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Jeananne Craig points out the parenting tropes we're bored of seeing...

Child-rearing is riddled with clichés (‘happy mum, happy baby’, ‘they grow up so fast’, ‘it takes a village’, blah blah blah), and so - we’ve found -  are many of the films depicting it.

From frantic dashes to the labour ward, to dads creating chaos when tasked with taking care of their own offspring, parenting movies can be depressingly paint-by-numbers.

And perhaps it’s no wonder. Many of us are so frazzled that by the time we sit down to Netflix and chill (in the literal sense; we’re tired, ok?) or make a rare trip to the cinema, something fairly unchallenging fits the bill. But we’re ready to move on from these sad stereotypes. Modern parenting is diverse and has plenty of scope for humour without resorting to the same old stories. It’s just a shame these films below didn’t get the memo...

As A Bad Moms Christmas hits cinemas (Worn-out mothers cutting loose? Check. Overbearing, critical gran? Check.), here are some of the other top big-screen parenting cliches.

1. The ‘babysitting’ dad mucking up – as seen in Honey, I Shrunk The Kids.


A lot of movie dads seem incapable of being left in charge of their children for any length of time without hilaaaarious results – think houses being upturned and kids being temporarily mislaid.

2. The elaborate cooked breakfast – as seen in Three Men and a Little Lady

In most homes, weekday breakfast consists of a quick bowl of Weetabix or a slice of toast eaten on the go. No so in Hollywood, where no matter how under-pressure parents are to pack their brood off to school and get to work in time for that crucial presentation, they still attempt a hotel-standard spread of pancakes, eggs and freshly-squeezed OJ.

3. Realising you’re pregnant when you throw up during something important – as seen in Knocked Up

Pregnancy sickness can rear its head in the most awkward of settings – the Asda car park, the bus to work, a toddler-sized toilet cubicle at your child’s stay and play.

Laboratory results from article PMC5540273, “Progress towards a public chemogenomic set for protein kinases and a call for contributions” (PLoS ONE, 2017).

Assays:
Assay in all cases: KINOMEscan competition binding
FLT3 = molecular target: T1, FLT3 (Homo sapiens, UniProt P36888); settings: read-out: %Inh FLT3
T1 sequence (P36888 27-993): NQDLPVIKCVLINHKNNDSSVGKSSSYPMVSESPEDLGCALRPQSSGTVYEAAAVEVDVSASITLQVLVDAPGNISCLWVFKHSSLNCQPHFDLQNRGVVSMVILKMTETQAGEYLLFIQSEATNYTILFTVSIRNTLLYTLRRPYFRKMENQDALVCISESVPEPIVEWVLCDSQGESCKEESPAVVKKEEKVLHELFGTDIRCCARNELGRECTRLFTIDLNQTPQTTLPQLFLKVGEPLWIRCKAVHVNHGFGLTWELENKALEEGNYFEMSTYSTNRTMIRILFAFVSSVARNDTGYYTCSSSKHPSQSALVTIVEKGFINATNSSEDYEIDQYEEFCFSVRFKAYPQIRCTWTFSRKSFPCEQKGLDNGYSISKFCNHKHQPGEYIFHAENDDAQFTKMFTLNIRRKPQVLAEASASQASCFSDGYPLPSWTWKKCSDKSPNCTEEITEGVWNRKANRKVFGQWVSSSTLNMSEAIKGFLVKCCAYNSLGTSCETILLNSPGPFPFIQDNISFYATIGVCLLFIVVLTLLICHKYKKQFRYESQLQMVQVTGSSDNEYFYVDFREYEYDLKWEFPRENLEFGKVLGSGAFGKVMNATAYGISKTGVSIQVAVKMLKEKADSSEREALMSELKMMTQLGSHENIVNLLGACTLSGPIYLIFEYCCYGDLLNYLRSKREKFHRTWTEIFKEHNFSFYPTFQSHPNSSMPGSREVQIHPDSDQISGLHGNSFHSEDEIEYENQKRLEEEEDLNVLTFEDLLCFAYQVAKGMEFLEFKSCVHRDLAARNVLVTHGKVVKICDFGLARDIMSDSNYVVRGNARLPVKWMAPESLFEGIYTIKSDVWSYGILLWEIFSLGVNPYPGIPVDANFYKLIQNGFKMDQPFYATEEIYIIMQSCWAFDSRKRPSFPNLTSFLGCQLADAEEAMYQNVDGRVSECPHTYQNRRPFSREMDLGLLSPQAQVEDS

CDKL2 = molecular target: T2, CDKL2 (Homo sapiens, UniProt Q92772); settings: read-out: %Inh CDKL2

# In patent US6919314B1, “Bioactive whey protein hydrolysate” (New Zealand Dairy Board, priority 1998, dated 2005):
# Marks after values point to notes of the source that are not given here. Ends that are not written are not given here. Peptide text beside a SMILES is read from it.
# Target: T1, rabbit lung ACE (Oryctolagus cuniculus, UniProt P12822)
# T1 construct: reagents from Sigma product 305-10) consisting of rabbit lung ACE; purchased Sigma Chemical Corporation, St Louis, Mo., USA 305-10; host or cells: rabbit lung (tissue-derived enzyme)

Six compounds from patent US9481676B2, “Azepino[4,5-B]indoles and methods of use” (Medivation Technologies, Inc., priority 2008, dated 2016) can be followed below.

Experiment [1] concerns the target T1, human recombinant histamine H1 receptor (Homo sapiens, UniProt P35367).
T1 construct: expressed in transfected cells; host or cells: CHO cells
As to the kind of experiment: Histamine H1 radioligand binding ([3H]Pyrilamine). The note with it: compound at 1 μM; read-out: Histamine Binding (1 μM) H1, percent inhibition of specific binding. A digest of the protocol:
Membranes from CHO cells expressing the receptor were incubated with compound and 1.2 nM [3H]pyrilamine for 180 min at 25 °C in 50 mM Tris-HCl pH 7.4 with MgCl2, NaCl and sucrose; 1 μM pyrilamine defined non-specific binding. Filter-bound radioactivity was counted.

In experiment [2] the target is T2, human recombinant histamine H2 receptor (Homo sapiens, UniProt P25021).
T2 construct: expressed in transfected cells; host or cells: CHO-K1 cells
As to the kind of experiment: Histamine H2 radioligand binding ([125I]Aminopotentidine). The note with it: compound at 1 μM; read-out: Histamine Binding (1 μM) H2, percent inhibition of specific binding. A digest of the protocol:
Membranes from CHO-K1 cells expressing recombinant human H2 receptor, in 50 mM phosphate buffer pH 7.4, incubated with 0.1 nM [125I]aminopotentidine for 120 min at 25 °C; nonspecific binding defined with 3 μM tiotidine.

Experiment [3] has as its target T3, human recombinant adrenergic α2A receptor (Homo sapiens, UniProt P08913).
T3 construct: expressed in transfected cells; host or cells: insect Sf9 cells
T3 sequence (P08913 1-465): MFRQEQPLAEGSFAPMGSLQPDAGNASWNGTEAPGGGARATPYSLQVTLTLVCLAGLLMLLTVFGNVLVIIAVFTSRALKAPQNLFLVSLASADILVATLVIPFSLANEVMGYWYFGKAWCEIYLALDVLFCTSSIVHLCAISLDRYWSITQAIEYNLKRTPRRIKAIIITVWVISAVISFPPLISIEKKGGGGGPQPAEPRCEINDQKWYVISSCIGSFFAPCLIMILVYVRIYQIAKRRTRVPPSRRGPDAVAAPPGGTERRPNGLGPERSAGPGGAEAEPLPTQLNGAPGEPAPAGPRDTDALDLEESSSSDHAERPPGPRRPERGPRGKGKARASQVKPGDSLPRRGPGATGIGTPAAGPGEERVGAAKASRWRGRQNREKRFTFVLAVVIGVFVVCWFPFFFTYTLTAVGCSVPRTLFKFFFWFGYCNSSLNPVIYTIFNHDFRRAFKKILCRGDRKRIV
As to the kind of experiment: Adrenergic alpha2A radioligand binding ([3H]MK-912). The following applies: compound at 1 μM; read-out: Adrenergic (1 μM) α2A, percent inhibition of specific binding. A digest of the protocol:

But in the movies, it’s often a more high-profile affair. Who needs a furtive hurl into a carrier bag when you can barf during a TV interview with James Franco (Katherine Heigl in Knocked Up), or puke into the trophy at a celebrity dance contest (Cameron Diaz in What To Expect When You’re Expecting)?

4. The dramatic labour – as seen in Baby Mama, and basically any film which includes a birth...

Only around one in ten women will experience their waters breaking before labour begins. On the big screen, the chances are much, much higher.

And while real-life labour can be a drawn-out affair, film births get wrapped up very quickly – but not before a high-speed rush to the hospital, a LOT of screaming (sample Baby Mama line: “It feels like I’m sh*tting a knife”), and the occasional fainting dad (oh hi, Hugh Grant in Nine Months).

5. The suspiciously large newborn – as seen in Bridget Jones’s Baby, Parenthood, and every other film that features a birth...

We’ve heard of the ‘showbiz age’ – celebs getting a bit creative with their date of birth to maintain a youthful persona.

Well, it seems film babies are no different. There aren’t many (or any) total newborns on the books of talent agencies, so casting directors often have to cast their net a little bit wider for labour scenes. There's not much to be done about this one, is there? So, go on Hollywood, we'll let you get away with this one...